"One quarter of alcohol advertising on television in 2001 was more likely to be seen by youth than adults," Georgetown University's Center on Alcohol Marketing and Youth (CAMY) announced this week. Not only that, but "youth saw more commercals for beer than for juice, gum, chips, sneakers or jeans."
If your blood is not already boiling at the very thought of "youth" being "exposed" to ads for Budweiser and Mike's Hard Lemonade, you should have a look at CAMY's 20-page report, "Television: Alcohol's Vast Adland." It will outrage anyone who values intellectual honesty.
CAMY's main overt accusation is that manufacturers of alcoholic beverages are recklessly exposing "underage youths" (i.e., 12-to-20-year-olds) to ads that make drinking look fun. The report uses impressive-sounding figures to insinuate that the industry deliberately targets underage drinkers. But CAMY's calculations dissolve into banality upon close examination.
"In calendar year 2001," CAMY reports, "the alcohol industry…placed 1,441 ads on 13 of the the 15 prime time network programs with the largest teen audiences." Those shows included Survivor , Friends, E.R., CSI, That '70s Show, and Buffy the Vampire Slayer—all of which are popular with adults as well as minors. The shows on the list that seem to skew most toward teenagers are also the ones that attracted the fewest alcohol ads: 7th Heaven, for example, had five, while Gilmore Girls had six, compared to 429 for Friends and 382 for That '70s Show.
CAMY even complains about alcoholic beverage commercials on Saturday Night Live. Advertisers cannot reach large numbers of adult viewers, especially the young adults prized by beer and "malternative" producers, without also reaching large numbers of viewers who are not old enough to drink legally. How many shows on TV appeal to 21-year-olds but not to 20-year-olds?
Combine the impossibility of making such fine distinctions with the fact that 12-to-20-year-olds watch a lot of TV, and it's not exactly surprising that they see a lot of alcohol ads: 245 on average in 2001, according to CAMY. But so what?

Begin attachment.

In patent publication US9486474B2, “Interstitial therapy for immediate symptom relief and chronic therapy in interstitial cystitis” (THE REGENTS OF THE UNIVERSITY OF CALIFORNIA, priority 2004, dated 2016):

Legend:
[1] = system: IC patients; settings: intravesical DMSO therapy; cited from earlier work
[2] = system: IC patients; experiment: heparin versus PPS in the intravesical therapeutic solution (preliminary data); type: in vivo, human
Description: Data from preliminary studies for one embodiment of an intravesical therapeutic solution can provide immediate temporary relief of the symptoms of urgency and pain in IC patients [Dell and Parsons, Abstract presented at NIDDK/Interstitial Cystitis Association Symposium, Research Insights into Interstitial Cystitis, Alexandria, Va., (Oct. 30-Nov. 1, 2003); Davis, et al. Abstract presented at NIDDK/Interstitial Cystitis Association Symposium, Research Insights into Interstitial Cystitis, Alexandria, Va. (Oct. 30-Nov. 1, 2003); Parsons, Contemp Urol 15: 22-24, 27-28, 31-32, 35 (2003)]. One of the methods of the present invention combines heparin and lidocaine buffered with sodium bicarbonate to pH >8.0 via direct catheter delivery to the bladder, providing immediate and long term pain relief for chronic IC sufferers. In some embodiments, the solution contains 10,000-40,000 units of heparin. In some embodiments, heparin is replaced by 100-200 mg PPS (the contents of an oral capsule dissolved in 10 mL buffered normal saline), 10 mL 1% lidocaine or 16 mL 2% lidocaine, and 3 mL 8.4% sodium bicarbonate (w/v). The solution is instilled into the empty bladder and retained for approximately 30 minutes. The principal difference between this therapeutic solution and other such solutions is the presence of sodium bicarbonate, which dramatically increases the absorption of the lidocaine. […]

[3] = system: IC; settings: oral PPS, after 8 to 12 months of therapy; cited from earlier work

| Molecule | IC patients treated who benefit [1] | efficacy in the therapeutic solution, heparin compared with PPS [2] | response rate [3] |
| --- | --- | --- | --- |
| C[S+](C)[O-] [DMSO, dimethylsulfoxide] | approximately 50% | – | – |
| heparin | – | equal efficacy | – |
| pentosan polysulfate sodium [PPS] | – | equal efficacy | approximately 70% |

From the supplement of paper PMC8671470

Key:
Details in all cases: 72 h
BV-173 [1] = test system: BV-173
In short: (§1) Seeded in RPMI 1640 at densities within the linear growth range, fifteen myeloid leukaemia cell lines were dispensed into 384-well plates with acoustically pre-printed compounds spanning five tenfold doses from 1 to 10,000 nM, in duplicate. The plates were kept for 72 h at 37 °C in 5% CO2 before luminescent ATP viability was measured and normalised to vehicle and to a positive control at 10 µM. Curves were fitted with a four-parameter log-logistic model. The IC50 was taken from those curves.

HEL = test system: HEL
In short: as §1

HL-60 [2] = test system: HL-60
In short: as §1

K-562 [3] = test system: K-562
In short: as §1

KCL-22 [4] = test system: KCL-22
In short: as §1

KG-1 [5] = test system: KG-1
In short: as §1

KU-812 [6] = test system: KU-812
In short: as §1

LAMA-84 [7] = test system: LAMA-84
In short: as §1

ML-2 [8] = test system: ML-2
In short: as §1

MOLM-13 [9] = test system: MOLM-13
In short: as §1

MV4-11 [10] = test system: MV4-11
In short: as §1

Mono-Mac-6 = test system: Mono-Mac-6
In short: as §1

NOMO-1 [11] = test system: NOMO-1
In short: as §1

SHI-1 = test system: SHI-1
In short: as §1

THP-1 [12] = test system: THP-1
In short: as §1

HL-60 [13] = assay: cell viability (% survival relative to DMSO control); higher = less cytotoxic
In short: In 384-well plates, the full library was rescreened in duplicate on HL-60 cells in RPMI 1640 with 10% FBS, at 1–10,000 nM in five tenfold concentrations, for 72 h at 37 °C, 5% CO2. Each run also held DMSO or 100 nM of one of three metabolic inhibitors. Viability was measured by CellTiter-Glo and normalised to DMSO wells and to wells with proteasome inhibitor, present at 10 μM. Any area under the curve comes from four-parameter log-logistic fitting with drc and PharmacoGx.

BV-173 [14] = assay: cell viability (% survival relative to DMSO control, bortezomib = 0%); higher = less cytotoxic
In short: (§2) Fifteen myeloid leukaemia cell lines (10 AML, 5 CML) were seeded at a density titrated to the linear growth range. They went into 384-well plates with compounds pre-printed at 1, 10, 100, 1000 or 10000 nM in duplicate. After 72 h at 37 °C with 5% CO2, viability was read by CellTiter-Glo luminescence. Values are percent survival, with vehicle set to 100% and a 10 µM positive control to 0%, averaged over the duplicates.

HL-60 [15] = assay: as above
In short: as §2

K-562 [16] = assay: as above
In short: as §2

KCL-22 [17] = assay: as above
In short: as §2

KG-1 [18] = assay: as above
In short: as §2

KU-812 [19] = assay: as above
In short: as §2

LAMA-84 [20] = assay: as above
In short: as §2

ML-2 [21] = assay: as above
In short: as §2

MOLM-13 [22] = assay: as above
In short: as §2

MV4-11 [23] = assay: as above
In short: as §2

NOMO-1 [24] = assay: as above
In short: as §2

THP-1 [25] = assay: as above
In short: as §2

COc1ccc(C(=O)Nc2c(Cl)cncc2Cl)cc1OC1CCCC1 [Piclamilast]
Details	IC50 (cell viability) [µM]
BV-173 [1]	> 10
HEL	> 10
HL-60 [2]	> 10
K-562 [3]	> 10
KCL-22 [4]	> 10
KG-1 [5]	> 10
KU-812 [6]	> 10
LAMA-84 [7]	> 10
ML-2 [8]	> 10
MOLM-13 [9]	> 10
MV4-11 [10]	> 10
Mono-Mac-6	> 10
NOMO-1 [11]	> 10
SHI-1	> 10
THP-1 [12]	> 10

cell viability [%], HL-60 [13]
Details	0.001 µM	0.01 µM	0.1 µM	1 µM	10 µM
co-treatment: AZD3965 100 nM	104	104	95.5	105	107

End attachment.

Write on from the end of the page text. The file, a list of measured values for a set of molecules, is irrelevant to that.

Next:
CAMY claims "research clearly indicates that, in addition to parents and peers, alcohol advertising and marketing have a significant impact on youth decisions to drink." The first clue that the research does not clearly indicate this comes in the Federal Trade Commission statement that CAMY quotes: "While many factors may influence an underage person's drinking decisions, including among other things parents, peers and media, there is reason to believe that advertising also plays a role." Notice how CAMY has upgraded "a role" into "a significant impact" and transformed a hypothesis "there is reason to believe" into a fact that "research clearly indicates."
The reason for the FTC's cautious language is clear from the quality of the evidence CAMY offers to prove that ads make teenagers drink. It cites a couple of studies that found kids who recalled and liked alcohol ads more were more likely to drink or express an intention to do so. All such research shows is that a positive attitude toward drinking goes along with an affection for beer commercials. It does not show that the commercials cause the attitude.
The rest of CAMY's evidence is even lamer: kids' familiarity with the Budweiser frogs, surveys in which people express the opinion that ads make drinking more appealing, a statement by the National Association of Broadcasters that "radio and television audiences, particularly kids," like "clever jingles, flashy lights, fast talking, and quick pacing." The sad thing is that you have to assume CAMY is making the strongest case it can. It doesn't help that underage drinking has been declining in recent years. It's hard to whip up hysteria about a shrinking problem.
Even if the evidence that ads encourage underage drinking were stronger, brewers, vintners, and distillers would still have a First Amendment right to communicate with their customers. "No one is policing what the industry is doing," complains CAMY adviser David A. Kessler, former commissioner of the Food and Drug Administration. Yet CAMY Executive Director Mike O'Hara, who used to work for Kessler at the FDA, says the organization is not calling for Censorship—not right now, at least.
"We feel the first thing is to get the data out," O'Hara told The New York Times, "and then have a vigorous public policy debate about what are the appropriate public health protections for our youth." It's always good to have a vigorous debate before you force your opponents to shut up.